75% of “market rent”

7 January 2019

For a housing agency, rent must be set below 75% of the market rent to be non-commercial and therefore GST-free.
For a housing agency, rent must be set below 75% of the market rent to be non-commercial and therefore GST-free.

The ATO’s benchmark rates for “market rent” have changed. Here’s why it matters.

The basic rule

Non-commercial supplies made by charities are GST-free.

For a housing agency, rent must be set below 75% of the market rent to be non-commercial and therefore GST-free. 

When a housing agency makes GST-free supplies, it can claim input tax credits for all the GST spent in making the supply. This allows a housing agency to claim back all the GST it spent on a new development, or purchase of new residential property. This is a significant economic advantage for NFP charitable housing agencies.

As an aside, that is also why a charitable housing agency should never purchase brand new residential property using the GST margin scheme.  The GST margin scheme prevents the purchaser from claiming any input tax credits.

Less than 75% of market rent

DHHS and the Victorian Housing Registrar have rent-setting policies. But the ATO threshold (less than 75% of market rent) matters too - if rents cross this threshold, GST input tax credits are put in jeopardy.

Obviously, market rent differs from property to property. This creates some difficult work in administering the many (sometimes thousands) of dwellings under management. You don’t have to obtain a sworn valuation in relation to each property, but you must have a sound basis for working out market rent in relation to each property.

The ATO requires ‘market value’ to be worked out by either:

  • using ATO market value benchmarks; or
  • applying the following successive tests:
    • The ‘same supply’ test – where there is another person in the market making the same supply, you can use that supply as a market value benchmark.  This would allow you to benchmark against identical dwellings.  However, identical dwellings are rare.
    • The ‘similar supply’ test – where there is no identical supply, you may benchmark against dwellings which are sufficiently similar.  For housing, this would look at similarities in size, quality, features, location and lease conditions.  Comparison should be against private rental, not other affordable rental property.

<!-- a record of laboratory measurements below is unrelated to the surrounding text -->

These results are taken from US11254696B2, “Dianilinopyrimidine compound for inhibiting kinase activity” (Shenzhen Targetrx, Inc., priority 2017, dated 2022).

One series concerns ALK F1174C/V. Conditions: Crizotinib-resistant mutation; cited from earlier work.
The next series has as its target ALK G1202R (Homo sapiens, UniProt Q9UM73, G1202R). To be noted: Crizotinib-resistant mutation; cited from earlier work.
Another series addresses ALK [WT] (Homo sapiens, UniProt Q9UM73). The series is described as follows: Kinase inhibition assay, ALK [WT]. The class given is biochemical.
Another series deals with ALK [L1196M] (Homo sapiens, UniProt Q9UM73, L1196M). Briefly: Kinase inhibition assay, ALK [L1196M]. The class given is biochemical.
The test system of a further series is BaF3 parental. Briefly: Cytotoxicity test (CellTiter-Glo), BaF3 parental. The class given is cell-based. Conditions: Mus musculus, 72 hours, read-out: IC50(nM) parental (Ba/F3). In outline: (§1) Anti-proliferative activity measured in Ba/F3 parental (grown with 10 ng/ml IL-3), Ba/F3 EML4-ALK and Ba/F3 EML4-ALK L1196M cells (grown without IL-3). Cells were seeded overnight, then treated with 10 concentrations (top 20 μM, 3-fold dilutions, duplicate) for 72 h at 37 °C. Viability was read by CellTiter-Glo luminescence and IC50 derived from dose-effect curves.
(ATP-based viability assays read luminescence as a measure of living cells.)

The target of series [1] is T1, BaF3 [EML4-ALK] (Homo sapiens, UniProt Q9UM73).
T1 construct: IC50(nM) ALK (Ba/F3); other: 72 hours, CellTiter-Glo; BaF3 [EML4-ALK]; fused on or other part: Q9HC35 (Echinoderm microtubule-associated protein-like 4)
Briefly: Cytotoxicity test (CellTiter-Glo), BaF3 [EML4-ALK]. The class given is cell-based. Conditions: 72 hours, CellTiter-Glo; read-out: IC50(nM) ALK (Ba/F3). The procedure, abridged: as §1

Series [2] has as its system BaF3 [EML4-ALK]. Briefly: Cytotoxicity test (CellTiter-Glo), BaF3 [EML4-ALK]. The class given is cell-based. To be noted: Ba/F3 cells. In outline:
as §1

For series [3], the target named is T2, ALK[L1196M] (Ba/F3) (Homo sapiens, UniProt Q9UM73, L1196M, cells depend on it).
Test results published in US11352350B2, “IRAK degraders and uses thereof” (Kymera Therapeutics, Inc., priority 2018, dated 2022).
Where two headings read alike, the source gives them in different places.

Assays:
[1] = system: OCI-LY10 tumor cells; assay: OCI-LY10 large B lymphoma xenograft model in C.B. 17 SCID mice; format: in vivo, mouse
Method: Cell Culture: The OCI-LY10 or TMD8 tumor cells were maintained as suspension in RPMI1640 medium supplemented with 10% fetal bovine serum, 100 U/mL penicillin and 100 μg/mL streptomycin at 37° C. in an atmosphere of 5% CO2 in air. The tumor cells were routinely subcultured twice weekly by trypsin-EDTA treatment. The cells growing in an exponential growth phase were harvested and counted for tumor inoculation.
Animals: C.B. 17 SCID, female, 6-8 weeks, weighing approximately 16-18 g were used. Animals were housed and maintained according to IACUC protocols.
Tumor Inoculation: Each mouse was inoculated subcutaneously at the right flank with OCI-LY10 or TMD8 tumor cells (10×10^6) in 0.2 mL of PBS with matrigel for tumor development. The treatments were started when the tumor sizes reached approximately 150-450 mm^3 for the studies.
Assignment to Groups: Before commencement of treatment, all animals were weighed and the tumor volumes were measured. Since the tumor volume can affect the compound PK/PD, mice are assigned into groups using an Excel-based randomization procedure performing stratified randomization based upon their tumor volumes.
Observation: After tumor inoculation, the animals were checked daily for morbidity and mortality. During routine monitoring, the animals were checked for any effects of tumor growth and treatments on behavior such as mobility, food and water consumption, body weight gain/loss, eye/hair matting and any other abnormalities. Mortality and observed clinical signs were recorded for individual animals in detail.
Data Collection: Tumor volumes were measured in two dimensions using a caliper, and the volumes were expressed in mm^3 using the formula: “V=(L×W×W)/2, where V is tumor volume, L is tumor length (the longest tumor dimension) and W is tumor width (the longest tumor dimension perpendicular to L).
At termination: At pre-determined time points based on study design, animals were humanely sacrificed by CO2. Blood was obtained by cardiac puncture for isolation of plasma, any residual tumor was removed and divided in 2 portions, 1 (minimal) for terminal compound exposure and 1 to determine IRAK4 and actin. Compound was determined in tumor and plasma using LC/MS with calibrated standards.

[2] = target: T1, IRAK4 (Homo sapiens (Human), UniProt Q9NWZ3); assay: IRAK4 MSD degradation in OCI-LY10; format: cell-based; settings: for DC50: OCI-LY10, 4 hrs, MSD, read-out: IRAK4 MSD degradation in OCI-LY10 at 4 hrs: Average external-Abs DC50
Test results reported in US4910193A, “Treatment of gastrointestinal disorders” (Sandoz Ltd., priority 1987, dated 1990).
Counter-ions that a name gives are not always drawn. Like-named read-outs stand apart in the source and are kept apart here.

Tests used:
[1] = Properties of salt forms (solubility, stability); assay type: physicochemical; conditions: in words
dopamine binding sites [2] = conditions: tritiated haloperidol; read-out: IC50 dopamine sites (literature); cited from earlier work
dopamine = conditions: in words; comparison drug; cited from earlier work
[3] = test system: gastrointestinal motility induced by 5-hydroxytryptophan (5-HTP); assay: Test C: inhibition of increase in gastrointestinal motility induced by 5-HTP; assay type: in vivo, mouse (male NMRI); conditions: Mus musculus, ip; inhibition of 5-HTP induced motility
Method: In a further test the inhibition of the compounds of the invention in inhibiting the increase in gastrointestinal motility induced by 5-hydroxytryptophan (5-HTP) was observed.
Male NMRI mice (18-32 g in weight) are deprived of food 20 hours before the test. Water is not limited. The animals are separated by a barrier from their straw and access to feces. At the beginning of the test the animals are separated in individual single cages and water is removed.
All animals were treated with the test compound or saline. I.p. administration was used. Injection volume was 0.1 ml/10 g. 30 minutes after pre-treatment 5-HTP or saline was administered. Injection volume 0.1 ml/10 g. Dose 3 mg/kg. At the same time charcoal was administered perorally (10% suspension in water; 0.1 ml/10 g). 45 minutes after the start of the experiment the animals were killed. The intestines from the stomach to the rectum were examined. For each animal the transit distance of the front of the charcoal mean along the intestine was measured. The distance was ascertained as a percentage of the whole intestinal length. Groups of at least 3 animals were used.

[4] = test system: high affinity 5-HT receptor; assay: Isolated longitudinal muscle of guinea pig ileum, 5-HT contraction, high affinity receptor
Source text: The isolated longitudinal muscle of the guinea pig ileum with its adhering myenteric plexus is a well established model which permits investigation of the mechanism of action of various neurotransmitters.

• Other methodology – where no similar supply can be identified, charities can ask the ATO to approve an alternative methodology.  It would be surprising to find this approach in housing, since similar supplies are almost always available.

What is the catch with ATO benchmark rates?

ATO benchmark rates are convenient, but arbitrary. They are now divided into geographic areas, with different benchmark rates set for each area. Previously, benchmark rates were just set on a capital city basis.

Where a housing agency was relying on generous ‘Melbourne’ benchmark rates previously, some properties may now fall into other geographic categories with different (lower) benchmark rates. The benchmark rate may fall far enough to cause your current rental to exceed 75% of the benchmark rate for some properties.

What should I do?

If you rely on market values, you don’t need to do anything in response to the benchmark rates. However, you should be reviewing and re-setting your market values for properties on an annual basis.

If you rely on benchmark rates, you should:

  1. Review the new benchmark rates and re-categorise your properties into the relevant geographic areas.  Look for instances where your current rents exceed 75% of the new benchmark rates.
  2. Where you find anomalies, look to actual market rates (similar supply test) to verify whether you are charging in excess of 75% of the market rent.
  3. Make sure you’re not charging more than 75% of the market rent.

For more information, please contact Andrew Boer, Practice Leader at Moores on 03 9843 2100 or alternatively you can fill out the enquiry form below.

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